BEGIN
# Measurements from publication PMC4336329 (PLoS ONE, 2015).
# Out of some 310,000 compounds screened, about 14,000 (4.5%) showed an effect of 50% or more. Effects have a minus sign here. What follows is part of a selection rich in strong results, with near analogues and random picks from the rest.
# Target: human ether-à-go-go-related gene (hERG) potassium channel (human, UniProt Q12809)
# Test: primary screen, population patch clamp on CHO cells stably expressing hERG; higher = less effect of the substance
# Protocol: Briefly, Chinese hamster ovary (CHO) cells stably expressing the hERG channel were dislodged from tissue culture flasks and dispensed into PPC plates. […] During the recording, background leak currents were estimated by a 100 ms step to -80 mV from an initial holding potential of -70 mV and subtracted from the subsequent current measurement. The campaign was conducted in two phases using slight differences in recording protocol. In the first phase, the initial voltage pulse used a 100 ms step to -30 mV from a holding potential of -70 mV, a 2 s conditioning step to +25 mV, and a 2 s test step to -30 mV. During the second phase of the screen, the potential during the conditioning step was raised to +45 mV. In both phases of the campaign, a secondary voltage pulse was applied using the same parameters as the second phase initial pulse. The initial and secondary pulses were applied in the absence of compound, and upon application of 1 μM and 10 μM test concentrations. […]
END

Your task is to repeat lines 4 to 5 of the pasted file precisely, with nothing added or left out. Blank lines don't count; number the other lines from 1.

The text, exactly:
# Test: primary screen, population patch clamp on CHO cells stably expressing hERG; higher = less effect of the substance
# Protocol: Briefly, Chinese hamster ovary (CHO) cells stably expressing the hERG channel were dislodged from tissue culture flasks and dispensed into PPC plates. […] During the recording, background leak currents were estimated by a 100 ms step to -80 mV from an initial holding potential of -70 mV and subtracted from the subsequent current measurement. The campaign was conducted in two phases using slight differences in recording protocol. In the first phase, the initial voltage pulse used a 100 ms step to -30 mV from a holding potential of -70 mV, a 2 s conditioning step to +25 mV, and a 2 s test step to -30 mV. During the second phase of the screen, the potential during the conditioning step was raised to +45 mV. In both phases of the campaign, a secondary voltage pulse was applied using the same parameters as the second phase initial pulse. The initial and secondary pulses were applied in the absence of compound, and upon application of 1 μM and 10 μM test concentrations. […]